Wildlife returning to the cities, ozone holes healing, pollution levels dropping. We've all heard it. Humans being locked down at homes seems to be doing good to the planet. We're all thinking it - nature is so much better without us, isn't it? But wait a second, aren't humans nature too? Why are we picking sides? There are no sides. We're all on one side and have always been. Welcome to your lesson in Eco Fascism.
Lesson 1: What is Eco Fascism?
Eco-fascism is a theoretical political model in which an authoritarian government would require individuals to sacrifice their own interests to the "organic whole of nature".
It protects structures and systems, and instead puts the onus on individuals - poor, working, individuals with little power over things other than their own behaviors. While individual change is important, it can't be solely responsible - bigger companies and governments must contribute too.
What's wrong with this philosophy is that it separates humans from nature, putting them against each other. What's good for one, must be bad for the other.
Which eventually led to the 'Nature is healing' memes last month. We're sure you saw some. We loved the humour, but in reality, humans can and must develop together with nature, and nature can heal along with advancement in human lifestyle. The two aren't different, but one and the same.
Lesson 2: But, the earth IS healing, isn't it?
Yes, and no. Yes, pollution is lower, the air is better. Do you know when else was pollution low? The Great Depression. And what followed wasn't good for nature or humans. Temporary results do not mean nature is healing and climate change crisis is over. Saying the earth is healing is myopic and insensitive to those battling the diseases on the frontline.
Human life doesn't need to suffer for the earth to heal. Moreover, a huge amount of hazardous medical waste is adding up and is an upcoming challenge for the planet.
Lesson 3: Watch your words
Words and vocabularies have a huge impact on how we perceive and understand things. Eco Fascism begins early and takes roots (pun intended) during childhood. Man-Made vs Natural is a common topic of school debates, isn't it? The Oxford definition of nature separates it from humans too, and that’s wrong.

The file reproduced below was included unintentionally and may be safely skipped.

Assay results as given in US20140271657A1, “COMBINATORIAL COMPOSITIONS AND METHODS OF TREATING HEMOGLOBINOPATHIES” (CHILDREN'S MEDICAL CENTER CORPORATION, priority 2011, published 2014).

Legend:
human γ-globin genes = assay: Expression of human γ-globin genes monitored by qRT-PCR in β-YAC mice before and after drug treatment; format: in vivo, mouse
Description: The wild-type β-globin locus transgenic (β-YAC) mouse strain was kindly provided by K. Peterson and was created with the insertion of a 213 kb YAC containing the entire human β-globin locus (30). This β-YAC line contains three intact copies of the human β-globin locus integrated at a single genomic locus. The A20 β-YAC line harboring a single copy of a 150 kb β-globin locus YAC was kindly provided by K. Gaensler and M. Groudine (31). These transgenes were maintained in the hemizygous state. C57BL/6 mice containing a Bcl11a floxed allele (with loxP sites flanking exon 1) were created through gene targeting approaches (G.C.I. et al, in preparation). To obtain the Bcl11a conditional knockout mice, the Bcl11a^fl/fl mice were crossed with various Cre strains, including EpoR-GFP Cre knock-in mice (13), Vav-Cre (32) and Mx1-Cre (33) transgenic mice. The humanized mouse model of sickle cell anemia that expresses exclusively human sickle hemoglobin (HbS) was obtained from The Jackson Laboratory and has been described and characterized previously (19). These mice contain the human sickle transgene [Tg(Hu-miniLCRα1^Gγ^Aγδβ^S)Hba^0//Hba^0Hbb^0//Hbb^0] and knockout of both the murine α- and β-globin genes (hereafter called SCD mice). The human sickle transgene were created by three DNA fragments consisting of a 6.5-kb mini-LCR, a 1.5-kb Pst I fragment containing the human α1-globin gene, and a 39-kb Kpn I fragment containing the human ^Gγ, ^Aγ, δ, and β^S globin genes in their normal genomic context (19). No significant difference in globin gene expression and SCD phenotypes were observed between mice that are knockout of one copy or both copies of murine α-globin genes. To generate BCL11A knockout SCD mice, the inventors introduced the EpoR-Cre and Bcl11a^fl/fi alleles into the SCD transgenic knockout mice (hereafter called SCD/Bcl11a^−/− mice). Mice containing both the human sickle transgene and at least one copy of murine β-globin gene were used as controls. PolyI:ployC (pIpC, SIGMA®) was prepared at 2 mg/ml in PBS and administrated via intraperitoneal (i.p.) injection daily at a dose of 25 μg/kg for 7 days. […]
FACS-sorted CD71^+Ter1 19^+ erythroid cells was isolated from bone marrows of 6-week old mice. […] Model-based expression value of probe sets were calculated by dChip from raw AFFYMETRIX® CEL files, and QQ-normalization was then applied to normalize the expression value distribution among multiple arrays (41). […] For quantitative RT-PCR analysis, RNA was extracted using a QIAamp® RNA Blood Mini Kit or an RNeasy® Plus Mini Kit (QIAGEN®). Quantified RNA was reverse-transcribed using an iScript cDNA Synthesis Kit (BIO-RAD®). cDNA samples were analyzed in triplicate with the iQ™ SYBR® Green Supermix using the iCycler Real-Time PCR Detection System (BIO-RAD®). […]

Humans are seen as a separate villainous entity whereas nature is pitched as a helpless victim. Neither is true. Humans aren't the problem. Some humans' poor decisions are. Carbon isn't the problem - it's the building block of life. Excess carbon from fuel emissions is. Let's not blanket things, or oversimplify environmental problems. And let's not think we are against, disconnected or apart from nature.
As Rachel Carson said, "In nature, nothing exists alone”. A pandemic or a crisis for humans is a crisis for the planet too. The planet not rejoicing over it.
Lesson 4: So, What's the right way to think about this?
When you think of humans and nature as one, different kinds of solutions take shape. Minimalism and sustainability are often shown to be tough lifestyle choices that require us to give up everything we love. That is not the case.
Go for unique solutions that give you the best of both worlds. For example, choosing fashion doesn't mean you don't care for the planet. Thrift, recycle and opt for vegan brands. While buying food, opt for local and seasonal produce instead of over-packaged, imported foods. It's simpler than it is made out to be. And you're not doing anyone a favour - except yourself. You ARE nature.
The planet is not waiting for us to make a great sacrifice. All it asks for is better choices.
This article is inspired by Aditi Mayer’s Earth Day video. Watch it and follow her on Instagram.
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